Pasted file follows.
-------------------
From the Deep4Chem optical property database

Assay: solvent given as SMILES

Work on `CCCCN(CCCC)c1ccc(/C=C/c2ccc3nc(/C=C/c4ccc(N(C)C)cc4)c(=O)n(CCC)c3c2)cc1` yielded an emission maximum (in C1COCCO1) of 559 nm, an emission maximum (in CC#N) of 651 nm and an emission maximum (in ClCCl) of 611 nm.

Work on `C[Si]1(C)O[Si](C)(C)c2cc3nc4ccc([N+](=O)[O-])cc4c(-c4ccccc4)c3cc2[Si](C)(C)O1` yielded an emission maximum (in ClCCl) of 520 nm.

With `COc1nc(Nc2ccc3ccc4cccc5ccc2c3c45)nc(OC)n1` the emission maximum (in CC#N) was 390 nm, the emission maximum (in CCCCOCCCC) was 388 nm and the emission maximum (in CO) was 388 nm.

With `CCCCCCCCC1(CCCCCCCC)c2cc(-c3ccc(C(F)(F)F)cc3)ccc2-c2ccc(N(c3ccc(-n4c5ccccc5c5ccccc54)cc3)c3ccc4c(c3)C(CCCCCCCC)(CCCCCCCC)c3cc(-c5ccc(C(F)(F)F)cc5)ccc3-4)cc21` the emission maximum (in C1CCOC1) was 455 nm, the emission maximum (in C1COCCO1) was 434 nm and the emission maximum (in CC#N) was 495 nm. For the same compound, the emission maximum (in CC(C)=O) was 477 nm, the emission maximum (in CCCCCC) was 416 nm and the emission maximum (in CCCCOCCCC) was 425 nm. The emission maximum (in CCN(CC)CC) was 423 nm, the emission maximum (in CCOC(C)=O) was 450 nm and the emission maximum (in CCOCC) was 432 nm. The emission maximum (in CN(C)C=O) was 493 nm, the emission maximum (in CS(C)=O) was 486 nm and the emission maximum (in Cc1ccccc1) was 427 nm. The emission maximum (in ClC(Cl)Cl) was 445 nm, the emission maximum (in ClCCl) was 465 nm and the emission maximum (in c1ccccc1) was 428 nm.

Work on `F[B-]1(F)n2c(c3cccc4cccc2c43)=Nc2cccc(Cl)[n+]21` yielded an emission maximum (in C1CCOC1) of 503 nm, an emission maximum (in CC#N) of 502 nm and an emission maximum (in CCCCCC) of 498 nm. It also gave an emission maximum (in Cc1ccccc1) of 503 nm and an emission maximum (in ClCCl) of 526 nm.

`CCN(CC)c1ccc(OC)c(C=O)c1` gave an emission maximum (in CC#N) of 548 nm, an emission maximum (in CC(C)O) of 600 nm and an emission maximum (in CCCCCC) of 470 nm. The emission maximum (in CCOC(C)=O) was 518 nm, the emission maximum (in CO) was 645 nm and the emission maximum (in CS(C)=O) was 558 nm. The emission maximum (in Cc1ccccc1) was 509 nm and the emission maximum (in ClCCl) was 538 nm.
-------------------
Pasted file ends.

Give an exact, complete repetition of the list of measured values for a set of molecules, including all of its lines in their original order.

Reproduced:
From the Deep4Chem optical property database

Assay: solvent given as SMILES

Work on `CCCCN(CCCC)c1ccc(/C=C/c2ccc3nc(/C=C/c4ccc(N(C)C)cc4)c(=O)n(CCC)c3c2)cc1` yielded an emission maximum (in C1COCCO1) of 559 nm, an emission maximum (in CC#N) of 651 nm and an emission maximum (in ClCCl) of 611 nm.

Work on `C[Si]1(C)O[Si](C)(C)c2cc3nc4ccc([N+](=O)[O-])cc4c(-c4ccccc4)c3cc2[Si](C)(C)O1` yielded an emission maximum (in ClCCl) of 520 nm.

With `COc1nc(Nc2ccc3ccc4cccc5ccc2c3c45)nc(OC)n1` the emission maximum (in CC#N) was 390 nm, the emission maximum (in CCCCOCCCC) was 388 nm and the emission maximum (in CO) was 388 nm.

With `CCCCCCCCC1(CCCCCCCC)c2cc(-c3ccc(C(F)(F)F)cc3)ccc2-c2ccc(N(c3ccc(-n4c5ccccc5c5ccccc54)cc3)c3ccc4c(c3)C(CCCCCCCC)(CCCCCCCC)c3cc(-c5ccc(C(F)(F)F)cc5)ccc3-4)cc21` the emission maximum (in C1CCOC1) was 455 nm, the emission maximum (in C1COCCO1) was 434 nm and the emission maximum (in CC#N) was 495 nm. For the same compound, the emission maximum (in CC(C)=O) was 477 nm, the emission maximum (in CCCCCC) was 416 nm and the emission maximum (in CCCCOCCCC) was 425 nm. The emission maximum (in CCN(CC)CC) was 423 nm, the emission maximum (in CCOC(C)=O) was 450 nm and the emission maximum (in CCOCC) was 432 nm. The emission maximum (in CN(C)C=O) was 493 nm, the emission maximum (in CS(C)=O) was 486 nm and the emission maximum (in Cc1ccccc1) was 427 nm. The emission maximum (in ClC(Cl)Cl) was 445 nm, the emission maximum (in ClCCl) was 465 nm and the emission maximum (in c1ccccc1) was 428 nm.

Work on `F[B-]1(F)n2c(c3cccc4cccc2c43)=Nc2cccc(Cl)[n+]21` yielded an emission maximum (in C1CCOC1) of 503 nm, an emission maximum (in CC#N) of 502 nm and an emission maximum (in CCCCCC) of 498 nm. It also gave an emission maximum (in Cc1ccccc1) of 503 nm and an emission maximum (in ClCCl) of 526 nm.

`CCN(CC)c1ccc(OC)c(C=O)c1` gave an emission maximum (in CC#N) of 548 nm, an emission maximum (in CC(C)O) of 600 nm and an emission maximum (in CCCCCC) of 470 nm. The emission maximum (in CCOC(C)=O) was 518 nm, the emission maximum (in CO) was 645 nm and the emission maximum (in CS(C)=O) was 558 nm. The emission maximum (in Cc1ccccc1) was 509 nm and the emission maximum (in ClCCl) was 538 nm.